Patrícia holds a M.A. in Archaeology and Territory and a B.A. in Archaeology and History from the University of Coimbra, Portugal. During this period, Patricia worked as junior researcher in the Coimbra UNESCO World Heritage Center. Her research focused on medieval ceramics, urban archaeology and landscape analysis. In Brazil, she completed a year of graduate course work in the University of São Paulo’s Archaeology and Ethnography program, focusing on Indigenous Archaeology and ethnoarchaeological approaches. She has since been working as a researcher and scientific coordinator of Indigenous cultural preservation projects for the Brazilian Mandkind Institute, a NGO devoted to heritage valorization.
At Notre Dame, Patrícia’s research assesses the historical and anthropological bases for indigenous claims to territory and legal protection of archaeological sites and ecological resources in Brazil. She addresses problems in the politics of ethnic identity and academia’s role in the enforcement of indigenous rights to land and cultural self-determination, through an integrative approach to time, materiality and discourse. Specifically, she is interested in exploring cultural conceptions of time, space and materiality, narrative means of representing those concepts and how these relate to archaeological heritage culturally specific historicities, group identity construction and intergenerational reproduction in Amerindian societies. Patrícia is a Kellogg Institute PhD Fellow.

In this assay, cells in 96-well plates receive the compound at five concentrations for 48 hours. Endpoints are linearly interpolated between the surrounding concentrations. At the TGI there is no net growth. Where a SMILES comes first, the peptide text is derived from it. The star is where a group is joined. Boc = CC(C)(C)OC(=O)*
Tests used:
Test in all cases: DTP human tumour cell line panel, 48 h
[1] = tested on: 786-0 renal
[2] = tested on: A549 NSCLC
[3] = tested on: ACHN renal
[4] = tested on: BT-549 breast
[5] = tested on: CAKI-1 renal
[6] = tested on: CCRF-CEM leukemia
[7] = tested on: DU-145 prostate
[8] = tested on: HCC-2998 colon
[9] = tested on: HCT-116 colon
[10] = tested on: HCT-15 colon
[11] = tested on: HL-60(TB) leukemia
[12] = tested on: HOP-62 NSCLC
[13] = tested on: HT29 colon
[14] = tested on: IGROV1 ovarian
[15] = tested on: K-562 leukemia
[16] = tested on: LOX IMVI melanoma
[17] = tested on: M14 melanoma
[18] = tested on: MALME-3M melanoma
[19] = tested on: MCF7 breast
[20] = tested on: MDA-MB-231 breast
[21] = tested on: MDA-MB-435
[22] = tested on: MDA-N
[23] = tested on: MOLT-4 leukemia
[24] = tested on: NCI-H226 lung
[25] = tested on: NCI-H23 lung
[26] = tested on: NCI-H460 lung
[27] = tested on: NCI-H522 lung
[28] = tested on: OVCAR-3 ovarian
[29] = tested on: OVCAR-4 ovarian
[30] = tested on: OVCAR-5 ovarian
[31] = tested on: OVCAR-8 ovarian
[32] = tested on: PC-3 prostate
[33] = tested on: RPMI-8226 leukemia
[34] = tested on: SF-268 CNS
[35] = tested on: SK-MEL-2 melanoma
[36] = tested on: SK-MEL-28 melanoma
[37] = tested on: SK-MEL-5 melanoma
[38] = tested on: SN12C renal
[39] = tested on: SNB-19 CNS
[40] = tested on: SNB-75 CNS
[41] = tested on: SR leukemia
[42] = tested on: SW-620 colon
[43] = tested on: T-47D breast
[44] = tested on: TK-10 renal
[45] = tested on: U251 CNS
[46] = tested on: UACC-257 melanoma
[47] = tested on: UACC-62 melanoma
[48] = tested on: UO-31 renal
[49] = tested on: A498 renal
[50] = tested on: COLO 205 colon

Q&A with PhD Fellow Patrícia Rodrigues
Oct 22, 2020
Kellogg PhD Fellow Patrícia Rodrigues is a PhD student in the Department of Anthropology focusing her research on the historical and anthropological bases for indigenous claims to territory and legal protection of archaeological sites and ecological resources in Brazil.
What We're Excited About: 12 Months of Fieldwork Among the Wauja in Brazil
Dec 18, 2019
The Wauja, a community of around 700 self-identified members, inhabit five villages in the southern portion of the Xingu Indigenous Territory (TIX) in Mato Grosso, Brazil. The TIX is a federally protected forested area of 8,530 square miles, home to 16 ethnic groups from six linguistic families, representing one of the world’s most expressive nodes of indigenous ethno-linguistic diversity.